Our OT assessment report (which took two bloody months from the appointment to be typed and sent btw - just to warn you they take a flipping age) was actually really low on recommendations for the school - they're having her back for a course of sessions where we might get more guidance but basically what we've got in place we have done with me researching, working with the class teacher and the returning SENCO (has been on maternity leave this year and her cover has been fecking shite).

The visual reminders we've got in place have been ones I've produced myself (and then, as usual, school have gone "oooh that's a good idea - let's do that for a few other kids we've got") - she has them on her book bag with a summer and winter list of things she needs to remember to bring home with her, what needs to go back inside her PE bag (yes - both shoes, hopping isn't an option and you can't hop anyway ), things like that and as it's working - school are picking it up and running with it more and more to try to give her that independence but in a supported manner.

I'm on incredibly good terms with the staff at my kids' school - but they also know that I will push (gently and politely but I ain't fobbed off) when required for things that can help her out.

Trying to think what else we have in place for mine - social skills/friendship support (her speech is affected and the slightly wonky kid with no concept of personal space and unclear speech combination wasn't the most conducive to making friends easily - she has now but it was a crap start to school with it), she goes out for a physical literacy/motor skills intervention session, fidget toys and wobble cushions and one of those stretchy gym bands around the legs of her chair so she can kick that and fidget while being on the spot to try to reduce her falling off the chair and they're looking into a weighted lap pad to try to help that as well (I think even duct tape would struggle to stop her falling off the chair though and Ofsted are likely to take offence at that particular option! - sorry - I have quite a dark sense of humour over it all at times- hopefully doesn't offend), handwriting slope (I did push for that one) and she has her own stationery for school which we've found works nicely at home (Faber Castell Grip stuff she seems to really like and be much more comfortable holding than the school pencils). She has some sensory issues - school have ear defenders if she needs them but she seems to have been OK so far (she can get panicked by some loud noises but it's usually stuff like hand driers), she's allowed to use chew jewellery in school as well and generally they'll work with her sensory quirks as best they can.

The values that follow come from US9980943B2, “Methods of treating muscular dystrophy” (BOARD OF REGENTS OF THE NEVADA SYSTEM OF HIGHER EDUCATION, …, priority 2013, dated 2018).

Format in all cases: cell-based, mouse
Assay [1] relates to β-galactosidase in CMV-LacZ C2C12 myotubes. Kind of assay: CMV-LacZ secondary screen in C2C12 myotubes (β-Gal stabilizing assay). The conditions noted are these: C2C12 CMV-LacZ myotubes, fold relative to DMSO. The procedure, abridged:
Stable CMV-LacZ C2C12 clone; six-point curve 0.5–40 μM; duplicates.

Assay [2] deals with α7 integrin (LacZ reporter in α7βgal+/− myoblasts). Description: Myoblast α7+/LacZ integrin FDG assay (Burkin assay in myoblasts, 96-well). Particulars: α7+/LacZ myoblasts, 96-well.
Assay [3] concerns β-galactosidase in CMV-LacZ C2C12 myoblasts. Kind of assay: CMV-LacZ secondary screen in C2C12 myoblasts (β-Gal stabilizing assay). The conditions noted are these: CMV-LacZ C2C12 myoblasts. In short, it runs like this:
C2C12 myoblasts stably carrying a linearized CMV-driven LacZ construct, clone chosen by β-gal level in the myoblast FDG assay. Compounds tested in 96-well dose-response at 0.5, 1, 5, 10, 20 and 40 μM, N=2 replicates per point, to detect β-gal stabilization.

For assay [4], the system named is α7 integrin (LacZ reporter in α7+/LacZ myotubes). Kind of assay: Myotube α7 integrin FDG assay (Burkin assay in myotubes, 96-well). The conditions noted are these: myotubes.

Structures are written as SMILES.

Tomorrowillbeachicken Mon 16-Jul-18 19:31:44

ds has arms for his chair that help him not to fall off but bloody things are over £100. Although he does still sometimes fall off and hit his head on the table. Can also get footstools but they are a similar price.
We had thirty seven, iirc, recommendations for the school in our rediculously long OT report.

Worlds0kayestmum Tue 17-Jul-18 07:40:20

Thank you, that's helpful. I've worked with children with dyspraxia myself over the years but don't want to get the teacher's back up going in all guns blazing. I'm hoping in September I can meet with her new teacher and put some supportive measures in place. In the meantime, I will get her to get her reading record out before going into the classroom in the hope that will remind her although she says she gets confused where to put it so I will mention that to the teacher too

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WeightedCompanionCube Tue 17-Jul-18 07:51:46

I've never got the teacher's back up going in requesting stuff all year (and I'm fairly clued up myself so I've requested/suggested we try a lot of stuff). To be honest - what's tended to happen when I've suggested we try something (and I'll admit DD2's class teacher is seriously fucking awesome this year) is that I've hit on something that works... and suddenly find it put in around the school for a few other kids within a couple of days!

Worlds0kayestmum Wed 18-Jul-18 09:34:53

Thank you. I think I will be more proactive in September with the new class and make suggestions if I think it's necessary.
She took her reading record out of her book bag yesterday before going in so she remembered to put it away but they forgot to return them at the end of the day which has annoyed me a little because I can't be consistent with her if they aren't.